Regina Leader-Post [Regina, Saskatchewan, Canada]
March 15, 2023
By Sidhartha Banerjee, The Canadian Press
“We do wish to contribute to reconciliation, to right past wrongs and to rebuild trust.”
MONTREAL — Four members of the Jesuits of Canada who were employed at schools in Regina are among those named in a list of priests and brothers whom the religious order says were “credibly accused” of sexually abusing minors over the past 70 years.
The Jesuits, a religious order of the Roman Catholic Church, released a list on Monday of 27 names following an audit that began in 2020 that combed through documents going back to the 1950s.
“We cannot rewrite the past,” Rev. Erik Oland, the head of the Jesuits of Canada, said in a statement. “We do wish to contribute to reconciliation, to right past wrongs and to rebuild trust.”
Of the men named, all but three are dead. Those still living are kept under strict supervision, the order said.
Four of those men listed were assigned to either Regina’s Campion College, begun in the early 1900s by the Jesuits and still operating today as a federated college on the University of Regina campus, or its affiliated Campion High School, which shut down in 1975. One also was employed at Regina’s Miller High School, according to the “pastoral assignments” listed for each of the named men.
All but one is long since deceased, having passed away between 1987 and 1990. The one still alive has what’s described as a “restricted ministry” and is under a “safety plan.”
Three of the men who were employed in Regina are among those listed as having been named in “multiple allegations,” while one, who was assigned to Campion and Miller high schools sometime following his ordination in 1951, had a single allegation.
Asked about any past or future investigations regarding those named by the Jesuits, a spokesman for the Regina Police Service, in an emailed response Tuesday, said, “We do not have any record of charges against any of the individuals on the list.”
In an emailed statement issued Tuesday afternoon, a spokesperson for the Regina Catholic School Division said, “every accusation is taken seriously,” and it deferred to the Jesuits of Canada regarding any media inquiries. The statement added that RCSD learned of the accusation against the former and now deceased employee. “Beyond that, we are bound by privacy laws.” Both Miller and the former Campion High School (also known as Campion Collegiate) are or were under the school division, while Campion College is operated separately and not under RCSD.
In an emailed response to an inquiry, Campion College also referred any inquiries to the Jesuits national office.
The publicly available list is published on the Jesuits’ website and includes names, birthdates, status and pastoral assignments for each person.
The Jesuits of Canada announced they would commission an audit in December 2019. An independent auditor, King International Group, looked at documents and files.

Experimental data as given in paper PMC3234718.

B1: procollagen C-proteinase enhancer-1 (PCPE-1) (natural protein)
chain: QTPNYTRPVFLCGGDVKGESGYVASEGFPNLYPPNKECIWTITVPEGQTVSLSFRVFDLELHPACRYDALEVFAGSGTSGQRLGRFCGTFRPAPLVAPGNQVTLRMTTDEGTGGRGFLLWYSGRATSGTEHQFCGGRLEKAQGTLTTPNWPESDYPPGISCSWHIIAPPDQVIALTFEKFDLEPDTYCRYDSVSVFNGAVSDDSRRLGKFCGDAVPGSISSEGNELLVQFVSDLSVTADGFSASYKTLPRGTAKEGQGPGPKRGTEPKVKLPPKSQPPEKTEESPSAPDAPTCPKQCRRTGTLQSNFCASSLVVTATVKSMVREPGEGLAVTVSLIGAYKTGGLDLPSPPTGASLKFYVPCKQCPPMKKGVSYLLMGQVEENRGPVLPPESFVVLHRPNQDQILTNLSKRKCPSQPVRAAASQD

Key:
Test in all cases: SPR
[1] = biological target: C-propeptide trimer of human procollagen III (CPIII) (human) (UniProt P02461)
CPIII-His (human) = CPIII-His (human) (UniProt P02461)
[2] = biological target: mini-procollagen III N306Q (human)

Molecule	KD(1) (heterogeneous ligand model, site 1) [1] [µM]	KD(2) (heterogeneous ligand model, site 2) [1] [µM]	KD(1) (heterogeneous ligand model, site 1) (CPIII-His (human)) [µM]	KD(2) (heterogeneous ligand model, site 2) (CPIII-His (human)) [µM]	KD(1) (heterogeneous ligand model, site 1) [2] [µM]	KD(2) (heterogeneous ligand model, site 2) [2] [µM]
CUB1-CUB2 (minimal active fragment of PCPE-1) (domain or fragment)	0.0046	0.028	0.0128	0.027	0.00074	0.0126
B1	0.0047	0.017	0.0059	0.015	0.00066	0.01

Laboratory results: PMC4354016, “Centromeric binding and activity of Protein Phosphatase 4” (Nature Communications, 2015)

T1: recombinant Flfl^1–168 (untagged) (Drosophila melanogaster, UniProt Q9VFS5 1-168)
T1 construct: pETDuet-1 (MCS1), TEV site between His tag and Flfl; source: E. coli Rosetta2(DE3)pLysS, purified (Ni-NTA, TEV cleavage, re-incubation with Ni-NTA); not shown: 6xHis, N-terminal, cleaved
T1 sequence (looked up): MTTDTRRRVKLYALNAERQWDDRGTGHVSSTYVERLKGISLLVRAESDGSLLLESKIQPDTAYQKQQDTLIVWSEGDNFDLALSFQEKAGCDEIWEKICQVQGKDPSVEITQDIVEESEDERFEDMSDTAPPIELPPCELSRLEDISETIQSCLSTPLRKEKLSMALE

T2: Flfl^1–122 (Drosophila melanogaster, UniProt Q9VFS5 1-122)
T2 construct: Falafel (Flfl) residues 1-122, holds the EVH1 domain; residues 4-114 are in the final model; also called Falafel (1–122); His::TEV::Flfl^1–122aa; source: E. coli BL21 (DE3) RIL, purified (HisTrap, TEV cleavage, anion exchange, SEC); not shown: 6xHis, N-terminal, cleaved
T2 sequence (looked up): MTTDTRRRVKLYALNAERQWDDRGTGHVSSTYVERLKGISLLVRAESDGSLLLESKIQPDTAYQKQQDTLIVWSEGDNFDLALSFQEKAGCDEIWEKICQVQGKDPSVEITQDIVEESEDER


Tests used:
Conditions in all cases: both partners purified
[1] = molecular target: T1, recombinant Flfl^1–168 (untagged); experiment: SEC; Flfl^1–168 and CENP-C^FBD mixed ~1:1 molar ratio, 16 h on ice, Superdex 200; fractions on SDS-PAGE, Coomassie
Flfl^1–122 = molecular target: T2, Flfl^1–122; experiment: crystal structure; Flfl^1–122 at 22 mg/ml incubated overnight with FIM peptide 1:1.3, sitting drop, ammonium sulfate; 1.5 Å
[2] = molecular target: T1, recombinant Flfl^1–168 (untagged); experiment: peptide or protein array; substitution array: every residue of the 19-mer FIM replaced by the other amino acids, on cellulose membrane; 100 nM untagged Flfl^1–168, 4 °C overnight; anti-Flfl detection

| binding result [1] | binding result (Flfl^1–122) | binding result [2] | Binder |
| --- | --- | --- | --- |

The review provided the information needed to compile the list. It was completed earlier this year after delays due to the COVID-19 pandemic that forced the closure of the provincial archives in Montreal.
The organization defined “credibly accused” as cases where it appears more likely than not an offence occurred, or where a Jesuit was accused by credible witnesses, parishioners, civil authorities or clergy, without any criminal charges or civil action.
They include the names of staff at the Spanish Indian residential schools that operated in Spanish, Ont., and were the subject of investigations conducted by the Truth and Reconciliation Commission.
The order said in a statement that the release of the names is part of the Jesuits’ effort to promote transparency, accountability, justice and healing for survivors of abuse.
Of the 27 members, 16 men are accused of multiple abuse cases of minors while 11 were linked to a single allegation. In most cases, the abuse came to light after the alleged abuser had died, with some cases never reaching criminal or civil litigation.
There are currently 208 members of the order.
Despite the exhaustive review, the order said other names could be added to the list in the future.
Oland said not everyone agrees publishing the names was a positive step, but they did so partly at the behest of victims and advocates to “help promote healing, to recognize the magnitude of their trauma and suffering, to acknowledge their experience, and to promote justice and transparency.”
The Jesuits of Canada said there is a zero-tolerance policy toward any form of abuse and anyone who has suffered abuse by a Jesuit is encourage to denounce it to police or to the order’s delegate dealing with misconduct allegations.
“Abuse of any kind is a terrible betrayal of trust, and we are determined to do everything in our power to prevent it from happening again,” Oland said. “We will continue to ensure survivors are heard and supported.”
— with Regina Leader-Post files